Bing Zhang

Distinguished Professor, Department of Physics and Astronomy
Director, Nevada Center for Astrophysics
Expertise: Astrophysics, Fast Radio Bursts (FRBs), Gamma-ray Bursts (GRBs), Electromagnetic Radiation, Black Holes (Accretion Disks), Neutron Stars, Neutrinos, Gravitational Waves


Bing Zhang is a distinguished professor in UNLV’s department of physics and astronomy who researches high-energy astrophysics, which explores the energy emitted by powerful stellar masses, like black holes and neutron stars. Zhang is especially knowledgeable about fast radio bursts (FRBs) and gamma-ray bursts (GRBs), the most luminous explosions in the universe.

Zhang’s main research interests include transient astrophysics, jet and accretion physics, multi-wavelength astrophysics, pulsars, gravitational waves, X-rays to low frequency radio waves, and other general topics relating to astrophysics. His research papers have been cited over 35,000 times by peers in his field, and his work has been recognized by NASA.

A frequent media source to top media outlets like CNN and Vice, Zhang is the author of The Physics of Gamma-Ray Bursts, a textbook that is taught today in graduate classes for students studying gamma-ray bursts and is frequently referenced by fellow researchers.

Prior to joining UNLV in 2004, Zhang did postdoctoral fellowships at NASA’s Goddard Space Flight Center and Pennsylvania State University.  


  • Ph.D., Astrophysics, Peking University
  • M.S., Astrophysics, Peking University
  • B.S., Geophysics, Peking University

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Bing Zhang In The News

Scientists from the Chinese Academy of Sciences’ National Astronomical Observatories (NAOC), along with their international partners, used the Five-hundred-meter Spherical radio Telescope (FAST) to identify a binary pulsar system with an orbital period of 53 minutes. This newly discovered system, known as PSR J1953+1844 or M71E, bridges a previously existing gap in our understanding of the evolutionary stages of spider pulsar systems.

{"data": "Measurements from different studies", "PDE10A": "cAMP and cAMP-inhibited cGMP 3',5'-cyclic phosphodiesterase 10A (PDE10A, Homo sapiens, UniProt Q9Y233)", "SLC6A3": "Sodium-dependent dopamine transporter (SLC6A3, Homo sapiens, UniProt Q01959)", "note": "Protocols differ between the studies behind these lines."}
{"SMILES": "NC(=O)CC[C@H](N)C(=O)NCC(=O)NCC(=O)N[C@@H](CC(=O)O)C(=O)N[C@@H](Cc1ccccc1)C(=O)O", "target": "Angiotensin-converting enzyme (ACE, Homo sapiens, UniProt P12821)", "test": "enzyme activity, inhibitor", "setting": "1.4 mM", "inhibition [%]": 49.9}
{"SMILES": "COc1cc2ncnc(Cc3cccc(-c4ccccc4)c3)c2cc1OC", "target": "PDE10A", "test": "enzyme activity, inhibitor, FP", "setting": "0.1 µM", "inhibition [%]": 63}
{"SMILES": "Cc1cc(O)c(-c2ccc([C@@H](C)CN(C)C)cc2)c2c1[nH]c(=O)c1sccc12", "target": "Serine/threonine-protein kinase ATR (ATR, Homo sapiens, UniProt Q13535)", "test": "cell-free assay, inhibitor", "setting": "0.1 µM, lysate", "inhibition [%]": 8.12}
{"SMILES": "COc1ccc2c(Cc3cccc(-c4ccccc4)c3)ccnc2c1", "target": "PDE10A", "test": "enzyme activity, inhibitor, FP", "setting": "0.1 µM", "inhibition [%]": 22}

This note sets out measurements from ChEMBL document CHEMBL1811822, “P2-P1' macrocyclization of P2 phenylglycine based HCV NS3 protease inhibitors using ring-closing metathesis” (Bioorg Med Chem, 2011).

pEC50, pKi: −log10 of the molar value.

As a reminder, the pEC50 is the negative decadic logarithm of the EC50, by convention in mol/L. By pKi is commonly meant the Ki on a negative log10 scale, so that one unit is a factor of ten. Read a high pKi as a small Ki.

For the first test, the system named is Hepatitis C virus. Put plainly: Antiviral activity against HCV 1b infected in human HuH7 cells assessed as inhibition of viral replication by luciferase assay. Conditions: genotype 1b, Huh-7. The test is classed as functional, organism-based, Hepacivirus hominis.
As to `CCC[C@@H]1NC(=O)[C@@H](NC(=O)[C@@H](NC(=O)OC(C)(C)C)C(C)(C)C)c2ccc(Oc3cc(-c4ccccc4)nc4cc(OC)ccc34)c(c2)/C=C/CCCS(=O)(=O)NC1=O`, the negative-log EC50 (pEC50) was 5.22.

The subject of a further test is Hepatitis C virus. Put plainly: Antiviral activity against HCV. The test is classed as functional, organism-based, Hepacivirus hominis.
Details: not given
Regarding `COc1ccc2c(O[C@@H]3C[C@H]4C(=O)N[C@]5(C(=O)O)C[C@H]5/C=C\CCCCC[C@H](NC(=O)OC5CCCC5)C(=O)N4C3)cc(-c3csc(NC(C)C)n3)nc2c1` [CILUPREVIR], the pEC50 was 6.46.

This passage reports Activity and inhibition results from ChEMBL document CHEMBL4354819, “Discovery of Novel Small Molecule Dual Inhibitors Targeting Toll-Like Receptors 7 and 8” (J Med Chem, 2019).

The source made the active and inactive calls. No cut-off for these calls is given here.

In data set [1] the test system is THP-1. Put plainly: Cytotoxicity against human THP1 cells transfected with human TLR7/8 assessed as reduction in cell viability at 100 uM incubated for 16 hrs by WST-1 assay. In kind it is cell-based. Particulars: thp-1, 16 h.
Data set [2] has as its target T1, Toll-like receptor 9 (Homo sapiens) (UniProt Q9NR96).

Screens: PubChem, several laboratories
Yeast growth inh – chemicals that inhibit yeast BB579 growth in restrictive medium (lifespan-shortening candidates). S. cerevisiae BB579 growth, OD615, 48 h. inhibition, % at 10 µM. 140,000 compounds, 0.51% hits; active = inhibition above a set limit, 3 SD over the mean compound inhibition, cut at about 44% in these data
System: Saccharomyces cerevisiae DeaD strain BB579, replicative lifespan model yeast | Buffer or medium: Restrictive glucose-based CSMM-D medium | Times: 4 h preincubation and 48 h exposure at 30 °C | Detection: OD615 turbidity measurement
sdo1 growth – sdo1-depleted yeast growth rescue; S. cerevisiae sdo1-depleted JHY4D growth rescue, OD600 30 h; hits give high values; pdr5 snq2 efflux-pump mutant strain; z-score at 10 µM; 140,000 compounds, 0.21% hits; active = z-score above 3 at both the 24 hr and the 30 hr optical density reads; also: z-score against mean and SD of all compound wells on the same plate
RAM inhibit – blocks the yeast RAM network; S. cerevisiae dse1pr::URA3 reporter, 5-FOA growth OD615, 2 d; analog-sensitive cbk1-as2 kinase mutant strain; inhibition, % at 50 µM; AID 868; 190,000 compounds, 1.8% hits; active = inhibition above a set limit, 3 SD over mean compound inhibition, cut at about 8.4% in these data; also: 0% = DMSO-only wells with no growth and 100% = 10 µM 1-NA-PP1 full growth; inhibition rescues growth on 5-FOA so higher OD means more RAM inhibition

Las Vegas Weekly
A lot of the time, when someone mentions the University of Nevada Las Vegas, they’re speaking of its renowned School of Hospitality, its fast-growing medical school or its Jerry Tarkanian-era men’s basketball teams. But UNLV is also one of the nation’s top research universities, awarded an R1 classification (“very high research activity”) from the Carnegie Classification of Institutions of Higher Education. Join the Weekly as we peek into the laboratories where world-changing scientific research is ongoing.
Space Daily
The quest for the true value of the Hubble constant (H0) tension which gives a measure of the current expansion of the Universe is still on. The fervent debate today is about the discrepancy between the H0 values obtained from type Ia supernovae (SNe Ia) and from the Cosmic Microwave Background Radiation (CMB), a radiation emitted from the early Universe close to its origin.
National Geographic
A once-in-a-civilization burst of gamma rays set off an observing spree by more than 160 telescopes. It’s forcing scientists to revisit long-held theories — and it’s not done yet.

Articles Featuring Bing Zhang

Students at Pida Plaza on the first day of classes (Josh Hawkins, UNLV).
Campus News | September 1, 2023

A roundup of prominent news stories highlighting university pride, research, and community collaboration.

Graduation surprise
Campus News | August 1, 2023

News stories from the summer featuring UNLV students and faculty.

China's FAST radio telescope
Research | July 28, 2023

International team reports on a radio pulsar phase of a Galactic magnetar that emitted a fast radio burst in 2020; observations suggest unique origins for “bursts” and “pulses," which adds to FRB formation theory.

illustration of a microquasar in outer space
Research | July 26, 2023

An international team of scientists reports in Nature the first detection of a quasi-periodic oscillation signal in the radio band from a Galactic black hole system.